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Not all fish oils are created equal

27 Aug 2015

Dr Thomas eclectic oil was made of tar, turpentine, camphor and fish oil. It was said to treat toothache, backache, earache, lameness, coughs, hoarseness, colds, sore throat, and burns – I presume on children as well!

Nowadays, research based on traditional practice, has shown that the use of omega’s 3, 6 and 9 can be of positive benefit to our health.

The 2008/09 New Zealand Adult Nutrition Survey showed that 48% of adults used supplements in the year prior to the study, with 31% being regular users. Omega-3 products are considered one of the most popular, with consumers taking fish oil supplements because it has shown promising effects of lowering risk of heart disease and inflammation, and improving brain power. The question is what is the best one to take?

As you can walk into any pharmacy, health food store or herbal retailer and there will be fish oils on sale. The labels all similar in their promises but why is there such a difference in price?

When taking a fish oil supplement, it is not only important to opt for a concentrated, highly-purified fish oil that will deliver clinical results, but also one that uses fish sourced from eco-friendly and sustainable fishing practices to support our marine habitat for the future.

Buyers need to know whether the amounts of fatty acids in the products are as claimed on the label, and by what rate they may have degraded before sale. A study by University of Auckland researchers earlier this year revealed that of 36 fish oil products sold in Auckland and marketed online, contained considerably less of the vital omega-3 fatty acids claimed by their labels. The products contained an average of just 68 per cent of the claimed content - and more than two thirds of supplements tested contained less than 67 per cent.

They found that over half had broken down to a level higher than the recommended limit - and this had nothing to do with the best-before date, price, or country they came from. What’s more the researchers found only 8% were in line with international recommendations. Unfortunately the key properties in the supplements are highly fragile and can break down on exposure with air, light or heat.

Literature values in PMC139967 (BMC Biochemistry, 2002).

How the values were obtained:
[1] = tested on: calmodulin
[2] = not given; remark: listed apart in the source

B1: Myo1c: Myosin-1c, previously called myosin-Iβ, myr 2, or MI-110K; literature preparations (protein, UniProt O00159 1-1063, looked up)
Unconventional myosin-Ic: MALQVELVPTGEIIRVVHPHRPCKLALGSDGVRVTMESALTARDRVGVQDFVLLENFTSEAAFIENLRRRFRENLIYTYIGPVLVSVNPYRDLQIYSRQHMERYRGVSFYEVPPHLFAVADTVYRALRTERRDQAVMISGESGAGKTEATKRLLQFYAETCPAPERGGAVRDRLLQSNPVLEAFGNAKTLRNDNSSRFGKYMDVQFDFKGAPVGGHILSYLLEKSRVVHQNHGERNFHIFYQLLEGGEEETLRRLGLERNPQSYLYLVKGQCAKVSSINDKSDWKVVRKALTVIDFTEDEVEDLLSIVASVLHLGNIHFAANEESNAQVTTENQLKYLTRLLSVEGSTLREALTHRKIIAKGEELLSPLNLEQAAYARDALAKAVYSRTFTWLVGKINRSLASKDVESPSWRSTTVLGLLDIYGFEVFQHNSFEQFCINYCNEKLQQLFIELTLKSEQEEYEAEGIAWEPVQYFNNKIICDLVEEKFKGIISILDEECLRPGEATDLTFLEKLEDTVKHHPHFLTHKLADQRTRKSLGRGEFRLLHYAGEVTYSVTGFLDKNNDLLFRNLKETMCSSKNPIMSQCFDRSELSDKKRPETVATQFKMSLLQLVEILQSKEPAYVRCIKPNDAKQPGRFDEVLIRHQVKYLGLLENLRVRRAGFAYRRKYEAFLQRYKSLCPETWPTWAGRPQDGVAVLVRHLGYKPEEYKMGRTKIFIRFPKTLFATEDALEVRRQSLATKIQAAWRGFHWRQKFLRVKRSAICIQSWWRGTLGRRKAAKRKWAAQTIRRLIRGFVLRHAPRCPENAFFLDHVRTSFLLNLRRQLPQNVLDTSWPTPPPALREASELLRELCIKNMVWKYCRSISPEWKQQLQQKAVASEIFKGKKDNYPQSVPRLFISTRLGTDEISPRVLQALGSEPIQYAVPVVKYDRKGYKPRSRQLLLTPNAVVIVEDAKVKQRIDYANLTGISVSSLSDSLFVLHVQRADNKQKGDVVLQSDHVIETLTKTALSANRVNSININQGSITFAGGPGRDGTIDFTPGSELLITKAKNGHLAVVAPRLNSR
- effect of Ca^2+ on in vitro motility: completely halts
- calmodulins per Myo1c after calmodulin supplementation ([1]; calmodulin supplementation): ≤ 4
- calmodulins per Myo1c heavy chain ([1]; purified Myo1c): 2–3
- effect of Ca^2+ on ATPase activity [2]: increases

It would be very helpful if there were stringent regulations guaranteeing the purity of the product and what percentage is expected to degrade, but currently we dont. This means that the company who is providing the fish oil does not have to test the batches for oxidisation and therapeutic availability after so many months of being on the shelves. Those that do, will naturally have a higher price tag, and rightly so. Companies that can churn fish oils out by the 1000 into big buckets for $19.95 possibly don’t.

Purity is also a factor. The heavy metals mercury, lead, cadmium and arsenic are all contaminants that can be found in fish oils. Fish, particularly larger species, can absorb these heavy metal contaminants from their polluted environments. Heavy metal contaminants can be harmful for health, which is why it is important you choose purified fish oils. There are a few companies which pride themselves as having pure product as they are batch tested and come from trusted sources from ecologically sound fishing practices. Again, price will reflect quality.

Lastly, I often get asked this question! What IS the difference between krill and fish oil? Is one better than the other? Although both krill oil and fish oil are excellent sources of omega-3 essential fatty acids, there are differences between the two that warrant consideration.

Krill Oil:
Contains EPA, DHA, phospholipids, astaxanthin and vitamins A and E. Phospholipids improve the bioavailability of the omega-3 fatty acids. Levels of EPA and DHA are much lower than that of fish oils per gram.
Research suggests that krill oil may be effective for lowering LDL and increasing HDL cholesterol levels. Therefore in cases of high cholesterol krill oil would be more indicated than fish oil.

Fish Oil:
Contains high doses of EPA and DHA.
Research suggests that fish oil may be effective for decreasing inflammation and symptoms of pain and swelling associated with arthritis. Fish oil also seems to be more beneficial for lowering total triglyceride levels than krill oil. Therefore in cases of arthritis or high levels of triglycerides fish oil is more indicated than krill oil.

So there you go! Fish is great to eat too but if you don’t like it or can’t afford to eat it as frequently as you want to, consider fish oils (just ask us first!)

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